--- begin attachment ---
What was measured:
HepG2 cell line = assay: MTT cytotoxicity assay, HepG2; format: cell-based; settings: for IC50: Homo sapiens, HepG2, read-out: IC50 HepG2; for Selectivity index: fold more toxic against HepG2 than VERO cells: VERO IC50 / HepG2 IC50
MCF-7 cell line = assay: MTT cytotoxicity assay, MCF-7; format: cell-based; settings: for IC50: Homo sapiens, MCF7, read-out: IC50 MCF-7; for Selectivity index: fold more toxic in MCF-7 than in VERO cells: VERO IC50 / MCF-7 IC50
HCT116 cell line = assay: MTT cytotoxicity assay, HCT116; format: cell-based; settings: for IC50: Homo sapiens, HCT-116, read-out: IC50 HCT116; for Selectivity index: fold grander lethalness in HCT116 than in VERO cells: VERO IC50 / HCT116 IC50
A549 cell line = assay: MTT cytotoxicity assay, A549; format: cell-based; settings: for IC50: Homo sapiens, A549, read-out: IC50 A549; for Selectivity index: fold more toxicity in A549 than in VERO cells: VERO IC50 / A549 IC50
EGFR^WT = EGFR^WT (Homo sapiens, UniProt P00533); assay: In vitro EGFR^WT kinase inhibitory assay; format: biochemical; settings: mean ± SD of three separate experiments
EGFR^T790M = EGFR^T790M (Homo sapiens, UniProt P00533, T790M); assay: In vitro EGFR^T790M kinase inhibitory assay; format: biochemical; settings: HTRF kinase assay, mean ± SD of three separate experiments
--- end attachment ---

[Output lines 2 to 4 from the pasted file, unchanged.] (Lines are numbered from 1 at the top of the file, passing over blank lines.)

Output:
HepG2 cell line = assay: MTT cytotoxicity assay, HepG2; format: cell-based; settings: for IC50: Homo sapiens, HepG2, read-out: IC50 HepG2; for Selectivity index: fold more toxic against HepG2 than VERO cells: VERO IC50 / HepG2 IC50
MCF-7 cell line = assay: MTT cytotoxicity assay, MCF-7; format: cell-based; settings: for IC50: Homo sapiens, MCF7, read-out: IC50 MCF-7; for Selectivity index: fold more toxic in MCF-7 than in VERO cells: VERO IC50 / MCF-7 IC50
HCT116 cell line = assay: MTT cytotoxicity assay, HCT116; format: cell-based; settings: for IC50: Homo sapiens, HCT-116, read-out: IC50 HCT116; for Selectivity index: fold grander lethalness in HCT116 than in VERO cells: VERO IC50 / HCT116 IC50